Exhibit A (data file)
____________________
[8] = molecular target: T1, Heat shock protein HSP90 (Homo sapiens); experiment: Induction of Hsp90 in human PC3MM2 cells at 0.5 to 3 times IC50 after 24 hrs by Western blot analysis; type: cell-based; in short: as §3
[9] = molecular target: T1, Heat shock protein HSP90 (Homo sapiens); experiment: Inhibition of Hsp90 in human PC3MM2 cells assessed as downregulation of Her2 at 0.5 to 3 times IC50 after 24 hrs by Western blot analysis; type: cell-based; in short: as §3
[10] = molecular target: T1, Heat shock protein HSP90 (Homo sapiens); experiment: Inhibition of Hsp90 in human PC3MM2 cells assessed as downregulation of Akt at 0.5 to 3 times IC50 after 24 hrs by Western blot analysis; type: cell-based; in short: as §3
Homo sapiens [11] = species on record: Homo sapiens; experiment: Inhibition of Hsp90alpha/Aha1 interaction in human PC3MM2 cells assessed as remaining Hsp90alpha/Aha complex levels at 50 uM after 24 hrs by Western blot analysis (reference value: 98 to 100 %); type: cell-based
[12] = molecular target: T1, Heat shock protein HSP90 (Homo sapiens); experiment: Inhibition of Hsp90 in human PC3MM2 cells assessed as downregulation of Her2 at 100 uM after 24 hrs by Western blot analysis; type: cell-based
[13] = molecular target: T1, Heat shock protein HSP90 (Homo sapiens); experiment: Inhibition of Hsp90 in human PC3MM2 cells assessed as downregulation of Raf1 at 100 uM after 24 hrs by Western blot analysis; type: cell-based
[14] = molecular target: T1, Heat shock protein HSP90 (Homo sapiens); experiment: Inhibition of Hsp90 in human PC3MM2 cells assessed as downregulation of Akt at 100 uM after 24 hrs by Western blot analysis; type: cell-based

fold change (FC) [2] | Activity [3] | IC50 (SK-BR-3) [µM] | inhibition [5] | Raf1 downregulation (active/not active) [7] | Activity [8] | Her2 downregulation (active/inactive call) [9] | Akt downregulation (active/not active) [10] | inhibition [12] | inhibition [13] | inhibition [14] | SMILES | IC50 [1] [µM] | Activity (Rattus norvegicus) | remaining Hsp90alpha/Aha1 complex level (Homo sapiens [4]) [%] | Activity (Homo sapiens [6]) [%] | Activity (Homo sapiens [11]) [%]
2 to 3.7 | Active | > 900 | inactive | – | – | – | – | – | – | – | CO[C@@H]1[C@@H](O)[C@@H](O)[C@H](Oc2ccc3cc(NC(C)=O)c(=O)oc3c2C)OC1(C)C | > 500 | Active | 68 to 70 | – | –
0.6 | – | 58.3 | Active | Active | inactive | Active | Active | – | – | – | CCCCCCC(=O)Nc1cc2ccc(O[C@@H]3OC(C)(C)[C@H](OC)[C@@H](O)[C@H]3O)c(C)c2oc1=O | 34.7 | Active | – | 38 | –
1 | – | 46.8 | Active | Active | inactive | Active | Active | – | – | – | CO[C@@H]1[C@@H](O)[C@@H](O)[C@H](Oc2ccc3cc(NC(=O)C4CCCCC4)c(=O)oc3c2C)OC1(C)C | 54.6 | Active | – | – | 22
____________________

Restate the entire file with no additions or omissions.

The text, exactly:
[8] = molecular target: T1, Heat shock protein HSP90 (Homo sapiens); experiment: Induction of Hsp90 in human PC3MM2 cells at 0.5 to 3 times IC50 after 24 hrs by Western blot analysis; type: cell-based; in short: as §3
[9] = molecular target: T1, Heat shock protein HSP90 (Homo sapiens); experiment: Inhibition of Hsp90 in human PC3MM2 cells assessed as downregulation of Her2 at 0.5 to 3 times IC50 after 24 hrs by Western blot analysis; type: cell-based; in short: as §3
[10] = molecular target: T1, Heat shock protein HSP90 (Homo sapiens); experiment: Inhibition of Hsp90 in human PC3MM2 cells assessed as downregulation of Akt at 0.5 to 3 times IC50 after 24 hrs by Western blot analysis; type: cell-based; in short: as §3
Homo sapiens [11] = species on record: Homo sapiens; experiment: Inhibition of Hsp90alpha/Aha1 interaction in human PC3MM2 cells assessed as remaining Hsp90alpha/Aha complex levels at 50 uM after 24 hrs by Western blot analysis (reference value: 98 to 100 %); type: cell-based
[12] = molecular target: T1, Heat shock protein HSP90 (Homo sapiens); experiment: Inhibition of Hsp90 in human PC3MM2 cells assessed as downregulation of Her2 at 100 uM after 24 hrs by Western blot analysis; type: cell-based
[13] = molecular target: T1, Heat shock protein HSP90 (Homo sapiens); experiment: Inhibition of Hsp90 in human PC3MM2 cells assessed as downregulation of Raf1 at 100 uM after 24 hrs by Western blot analysis; type: cell-based
[14] = molecular target: T1, Heat shock protein HSP90 (Homo sapiens); experiment: Inhibition of Hsp90 in human PC3MM2 cells assessed as downregulation of Akt at 100 uM after 24 hrs by Western blot analysis; type: cell-based

fold change (FC) [2] | Activity [3] | IC50 (SK-BR-3) [µM] | inhibition [5] | Raf1 downregulation (active/not active) [7] | Activity [8] | Her2 downregulation (active/inactive call) [9] | Akt downregulation (active/not active) [10] | inhibition [12] | inhibition [13] | inhibition [14] | SMILES | IC50 [1] [µM] | Activity (Rattus norvegicus) | remaining Hsp90alpha/Aha1 complex level (Homo sapiens [4]) [%] | Activity (Homo sapiens [6]) [%] | Activity (Homo sapiens [11]) [%]
2 to 3.7 | Active | > 900 | inactive | – | – | – | – | – | – | – | CO[C@@H]1[C@@H](O)[C@@H](O)[C@H](Oc2ccc3cc(NC(C)=O)c(=O)oc3c2C)OC1(C)C | > 500 | Active | 68 to 70 | – | –
0.6 | – | 58.3 | Active | Active | inactive | Active | Active | – | – | – | CCCCCCC(=O)Nc1cc2ccc(O[C@@H]3OC(C)(C)[C@H](OC)[C@@H](O)[C@H]3O)c(C)c2oc1=O | 34.7 | Active | – | 38 | –
1 | – | 46.8 | Active | Active | inactive | Active | Active | – | – | – | CO[C@@H]1[C@@H](O)[C@@H](O)[C@H](Oc2ccc3cc(NC(=O)C4CCCCC4)c(=O)oc3c2C)OC1(C)C | 54.6 | Active | – | – | 22